Southern Security is ready. Are you?
Whether it's the bird flu, a tornado or some other disaster that threatens the US, your credit union is prepared. Southern Security has taken precautionary steps to minimize any disruption of service. In the event that a catastrophic event affects Memphis in particular or the US in general, Southern Security FCU is ready. But staff preparations may not be enough. Other services throughout the area or nation may be disrupted, as well. Through experiences with Hurricanes Katrina and Sandy we learned that local infrastructure could be wiped out. But we were still available to assist our members in the affected areas.
What steps can I take NOW to be prepared?
To increase your accessibility to cash in the case of a major event, we suggest that each member have the following – all offered free by Southern Security. Waiting until the crisis occurs will delay your access to these services.
- Request a Member Access Number. This number, when used with your account number, provides account access via CU Online (internet), MoneyTalk (telephone) and mobile app. Members can track their balances, debits, deposits, transfer funds from one account to another and request withdrawal checks to be mailed to their home address.
- Request ATM or Debit MasterCard. All members are guaranteed* an ATM or Debit MasterCard. Using the card will allow you access to cash at remote locations such as ATMs. Those with a checking account have greater flexibility with the Debit MasterCard as it can be used to make purchases, as well. And members can request cash back at many retailers nationwide.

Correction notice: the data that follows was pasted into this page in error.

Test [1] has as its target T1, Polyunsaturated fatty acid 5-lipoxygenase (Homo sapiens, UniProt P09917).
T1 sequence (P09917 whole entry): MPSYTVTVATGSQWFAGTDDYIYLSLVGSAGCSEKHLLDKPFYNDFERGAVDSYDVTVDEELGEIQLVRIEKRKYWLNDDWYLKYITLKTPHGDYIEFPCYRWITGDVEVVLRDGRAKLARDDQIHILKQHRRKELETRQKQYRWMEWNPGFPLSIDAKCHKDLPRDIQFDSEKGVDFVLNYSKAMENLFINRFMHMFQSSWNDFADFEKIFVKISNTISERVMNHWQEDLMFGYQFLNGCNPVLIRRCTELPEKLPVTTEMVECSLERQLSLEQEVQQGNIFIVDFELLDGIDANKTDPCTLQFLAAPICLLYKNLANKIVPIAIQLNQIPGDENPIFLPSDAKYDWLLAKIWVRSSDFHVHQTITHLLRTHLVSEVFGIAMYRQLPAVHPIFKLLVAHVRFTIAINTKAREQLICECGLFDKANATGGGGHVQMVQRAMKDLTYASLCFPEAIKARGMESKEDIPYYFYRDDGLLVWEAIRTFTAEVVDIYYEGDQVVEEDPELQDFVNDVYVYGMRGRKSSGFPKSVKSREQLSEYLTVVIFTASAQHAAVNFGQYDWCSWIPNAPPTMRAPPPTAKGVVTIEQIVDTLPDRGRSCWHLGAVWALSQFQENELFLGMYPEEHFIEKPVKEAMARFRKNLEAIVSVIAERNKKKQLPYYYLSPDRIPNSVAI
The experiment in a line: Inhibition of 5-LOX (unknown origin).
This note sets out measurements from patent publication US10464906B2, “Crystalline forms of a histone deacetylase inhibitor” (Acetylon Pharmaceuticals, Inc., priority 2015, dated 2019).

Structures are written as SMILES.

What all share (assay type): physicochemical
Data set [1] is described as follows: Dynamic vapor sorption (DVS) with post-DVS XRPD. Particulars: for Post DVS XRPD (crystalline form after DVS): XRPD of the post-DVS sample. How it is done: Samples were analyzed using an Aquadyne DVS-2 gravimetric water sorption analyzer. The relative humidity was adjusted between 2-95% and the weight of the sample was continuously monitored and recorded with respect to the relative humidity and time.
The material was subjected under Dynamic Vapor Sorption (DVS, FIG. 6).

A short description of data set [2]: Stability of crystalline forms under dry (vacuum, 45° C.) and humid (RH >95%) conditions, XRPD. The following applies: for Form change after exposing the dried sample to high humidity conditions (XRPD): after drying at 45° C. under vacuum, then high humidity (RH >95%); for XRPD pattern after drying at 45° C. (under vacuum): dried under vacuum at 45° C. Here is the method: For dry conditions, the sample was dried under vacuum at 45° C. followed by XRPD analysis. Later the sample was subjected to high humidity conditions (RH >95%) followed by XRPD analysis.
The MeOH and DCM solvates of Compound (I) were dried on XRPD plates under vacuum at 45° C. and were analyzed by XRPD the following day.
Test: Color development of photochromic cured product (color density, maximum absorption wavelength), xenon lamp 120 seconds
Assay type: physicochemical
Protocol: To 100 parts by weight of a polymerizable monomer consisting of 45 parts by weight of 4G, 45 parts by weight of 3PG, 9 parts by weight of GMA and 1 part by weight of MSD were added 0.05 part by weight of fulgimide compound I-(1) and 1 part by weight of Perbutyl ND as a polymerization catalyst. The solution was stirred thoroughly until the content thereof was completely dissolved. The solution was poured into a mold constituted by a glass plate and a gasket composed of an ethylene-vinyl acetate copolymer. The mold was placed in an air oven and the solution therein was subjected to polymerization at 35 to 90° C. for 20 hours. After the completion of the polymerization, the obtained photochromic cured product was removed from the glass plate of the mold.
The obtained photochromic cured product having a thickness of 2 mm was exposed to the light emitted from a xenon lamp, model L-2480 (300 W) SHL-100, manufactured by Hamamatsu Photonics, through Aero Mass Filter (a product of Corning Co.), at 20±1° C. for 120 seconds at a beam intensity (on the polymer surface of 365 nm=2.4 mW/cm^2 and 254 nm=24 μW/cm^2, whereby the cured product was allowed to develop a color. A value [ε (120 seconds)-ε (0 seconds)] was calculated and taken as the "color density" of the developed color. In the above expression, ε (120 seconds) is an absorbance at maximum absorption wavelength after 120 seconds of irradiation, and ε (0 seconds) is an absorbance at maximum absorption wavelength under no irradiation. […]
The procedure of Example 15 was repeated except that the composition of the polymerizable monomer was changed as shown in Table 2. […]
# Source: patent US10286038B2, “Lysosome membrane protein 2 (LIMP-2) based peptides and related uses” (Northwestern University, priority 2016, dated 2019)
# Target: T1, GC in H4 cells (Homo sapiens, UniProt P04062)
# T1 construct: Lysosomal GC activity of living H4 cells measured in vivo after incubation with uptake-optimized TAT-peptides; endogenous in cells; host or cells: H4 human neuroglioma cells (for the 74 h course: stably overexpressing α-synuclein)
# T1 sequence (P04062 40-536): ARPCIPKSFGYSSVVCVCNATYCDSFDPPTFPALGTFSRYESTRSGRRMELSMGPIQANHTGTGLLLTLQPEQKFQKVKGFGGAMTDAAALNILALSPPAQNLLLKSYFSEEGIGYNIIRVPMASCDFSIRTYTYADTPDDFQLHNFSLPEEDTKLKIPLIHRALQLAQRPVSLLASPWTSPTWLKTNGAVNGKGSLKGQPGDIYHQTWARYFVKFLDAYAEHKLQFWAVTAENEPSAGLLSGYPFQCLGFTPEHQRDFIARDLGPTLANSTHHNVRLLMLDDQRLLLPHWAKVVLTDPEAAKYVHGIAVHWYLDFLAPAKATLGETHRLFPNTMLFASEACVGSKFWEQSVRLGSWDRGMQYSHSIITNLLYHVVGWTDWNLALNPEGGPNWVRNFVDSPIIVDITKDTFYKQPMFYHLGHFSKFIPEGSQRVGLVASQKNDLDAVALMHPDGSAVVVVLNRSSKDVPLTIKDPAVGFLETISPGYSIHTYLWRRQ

- Sign up for direct deposit [link to Benefits of Direct Deposit] with your employer. Direct deposit is the safest way to be paid. Funds are automatically deposited into your accounts on payday – typically before you would receive your paper check. But in the case of a certain emergencies, such as a pandemic, some employers may be delayed getting your physical paycheck to you. Through direct deposit no one handles or transports your check, thereby reducing infection risk or delays from damaged infrastructure. Your funds will be in your account and you can withdraw cash at the nearest ATM. If you need assistance completing your company's direct deposit form, please contact your nearest branch.
- Update your contact information. Should Southern Security need to contact you to inform you of special closings or changes regarding accessing your account, we need current contact information including home, mobile and work phone numbers and email. Please be sure to keep this information updated. If you have a Member Access Number you can update this information inside CU Online [link to CU Online] .
What happens if a crisis strikes my home area?
Should you leave the crisis area – regardless of which region or city that is, you will still have remote access options [link to Account Access Options] through CU Service Centers , ATMs, use of your Debit MasterCard and checks.
*All members are guaranteed an ATM card for remote access unless the privilege has been previously rescinded by Southern Security.